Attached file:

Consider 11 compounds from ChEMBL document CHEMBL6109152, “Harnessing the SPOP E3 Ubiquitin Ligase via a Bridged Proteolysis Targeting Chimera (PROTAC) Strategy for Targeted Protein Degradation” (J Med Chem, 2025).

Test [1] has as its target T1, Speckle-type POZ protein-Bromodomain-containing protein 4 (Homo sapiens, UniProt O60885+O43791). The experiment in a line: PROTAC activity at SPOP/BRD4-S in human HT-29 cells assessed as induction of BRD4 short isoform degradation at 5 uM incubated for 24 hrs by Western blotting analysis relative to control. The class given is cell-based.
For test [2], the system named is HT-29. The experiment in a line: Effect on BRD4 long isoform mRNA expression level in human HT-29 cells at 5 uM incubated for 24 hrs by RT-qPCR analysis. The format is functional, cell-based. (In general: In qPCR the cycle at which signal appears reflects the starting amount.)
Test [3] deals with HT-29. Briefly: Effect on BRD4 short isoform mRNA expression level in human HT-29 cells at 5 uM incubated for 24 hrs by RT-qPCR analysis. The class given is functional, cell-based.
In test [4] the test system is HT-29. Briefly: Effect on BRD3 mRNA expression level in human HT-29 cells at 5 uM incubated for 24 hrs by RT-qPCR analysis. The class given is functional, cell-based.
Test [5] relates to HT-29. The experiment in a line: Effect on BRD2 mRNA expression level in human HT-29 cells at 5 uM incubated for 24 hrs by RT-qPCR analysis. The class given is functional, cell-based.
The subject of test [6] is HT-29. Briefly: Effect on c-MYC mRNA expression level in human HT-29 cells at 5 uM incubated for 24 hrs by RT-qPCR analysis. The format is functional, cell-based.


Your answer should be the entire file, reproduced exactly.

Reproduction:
Consider 11 compounds from ChEMBL document CHEMBL6109152, “Harnessing the SPOP E3 Ubiquitin Ligase via a Bridged Proteolysis Targeting Chimera (PROTAC) Strategy for Targeted Protein Degradation” (J Med Chem, 2025).

Test [1] has as its target T1, Speckle-type POZ protein-Bromodomain-containing protein 4 (Homo sapiens, UniProt O60885+O43791). The experiment in a line: PROTAC activity at SPOP/BRD4-S in human HT-29 cells assessed as induction of BRD4 short isoform degradation at 5 uM incubated for 24 hrs by Western blotting analysis relative to control. The class given is cell-based.
For test [2], the system named is HT-29. The experiment in a line: Effect on BRD4 long isoform mRNA expression level in human HT-29 cells at 5 uM incubated for 24 hrs by RT-qPCR analysis. The format is functional, cell-based. (In general: In qPCR the cycle at which signal appears reflects the starting amount.)
Test [3] deals with HT-29. Briefly: Effect on BRD4 short isoform mRNA expression level in human HT-29 cells at 5 uM incubated for 24 hrs by RT-qPCR analysis. The class given is functional, cell-based.
In test [4] the test system is HT-29. Briefly: Effect on BRD3 mRNA expression level in human HT-29 cells at 5 uM incubated for 24 hrs by RT-qPCR analysis. The class given is functional, cell-based.
Test [5] relates to HT-29. The experiment in a line: Effect on BRD2 mRNA expression level in human HT-29 cells at 5 uM incubated for 24 hrs by RT-qPCR analysis. The class given is functional, cell-based.
The subject of test [6] is HT-29. Briefly: Effect on c-MYC mRNA expression level in human HT-29 cells at 5 uM incubated for 24 hrs by RT-qPCR analysis. The format is functional, cell-based.